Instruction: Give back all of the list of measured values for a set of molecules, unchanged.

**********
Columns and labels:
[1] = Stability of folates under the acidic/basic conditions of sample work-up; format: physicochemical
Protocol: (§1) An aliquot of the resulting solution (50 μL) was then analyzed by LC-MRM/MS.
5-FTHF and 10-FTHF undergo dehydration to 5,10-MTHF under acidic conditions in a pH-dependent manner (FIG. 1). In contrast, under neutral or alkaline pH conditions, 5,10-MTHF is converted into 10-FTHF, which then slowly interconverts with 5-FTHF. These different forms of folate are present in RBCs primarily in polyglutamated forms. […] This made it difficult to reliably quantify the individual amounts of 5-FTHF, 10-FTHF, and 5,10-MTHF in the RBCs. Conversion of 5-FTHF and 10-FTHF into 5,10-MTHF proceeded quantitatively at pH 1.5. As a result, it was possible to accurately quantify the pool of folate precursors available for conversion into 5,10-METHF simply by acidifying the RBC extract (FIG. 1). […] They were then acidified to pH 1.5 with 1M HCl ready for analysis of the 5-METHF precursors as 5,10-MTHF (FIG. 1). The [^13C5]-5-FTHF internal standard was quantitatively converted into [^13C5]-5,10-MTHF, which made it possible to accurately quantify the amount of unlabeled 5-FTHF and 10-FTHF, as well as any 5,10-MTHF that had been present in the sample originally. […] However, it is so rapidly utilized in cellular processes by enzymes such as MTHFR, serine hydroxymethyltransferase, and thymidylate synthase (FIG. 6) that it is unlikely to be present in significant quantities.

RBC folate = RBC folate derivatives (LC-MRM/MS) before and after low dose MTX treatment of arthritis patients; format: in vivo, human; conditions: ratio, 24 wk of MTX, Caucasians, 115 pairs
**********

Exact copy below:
Columns and labels:
[1] = Stability of folates under the acidic/basic conditions of sample work-up; format: physicochemical
Protocol: (§1) An aliquot of the resulting solution (50 μL) was then analyzed by LC-MRM/MS.
5-FTHF and 10-FTHF undergo dehydration to 5,10-MTHF under acidic conditions in a pH-dependent manner (FIG. 1). In contrast, under neutral or alkaline pH conditions, 5,10-MTHF is converted into 10-FTHF, which then slowly interconverts with 5-FTHF. These different forms of folate are present in RBCs primarily in polyglutamated forms. […] This made it difficult to reliably quantify the individual amounts of 5-FTHF, 10-FTHF, and 5,10-MTHF in the RBCs. Conversion of 5-FTHF and 10-FTHF into 5,10-MTHF proceeded quantitatively at pH 1.5. As a result, it was possible to accurately quantify the pool of folate precursors available for conversion into 5,10-METHF simply by acidifying the RBC extract (FIG. 1). […] They were then acidified to pH 1.5 with 1M HCl ready for analysis of the 5-METHF precursors as 5,10-MTHF (FIG. 1). The [^13C5]-5-FTHF internal standard was quantitatively converted into [^13C5]-5,10-MTHF, which made it possible to accurately quantify the amount of unlabeled 5-FTHF and 10-FTHF, as well as any 5,10-MTHF that had been present in the sample originally. […] However, it is so rapidly utilized in cellular processes by enzymes such as MTHFR, serine hydroxymethyltransferase, and thymidylate synthase (FIG. 6) that it is unlikely to be present in significant quantities.

RBC folate = RBC folate derivatives (LC-MRM/MS) before and after low dose MTX treatment of arthritis patients; format: in vivo, human; conditions: ratio, 24 wk of MTX, Caucasians, 115 pairs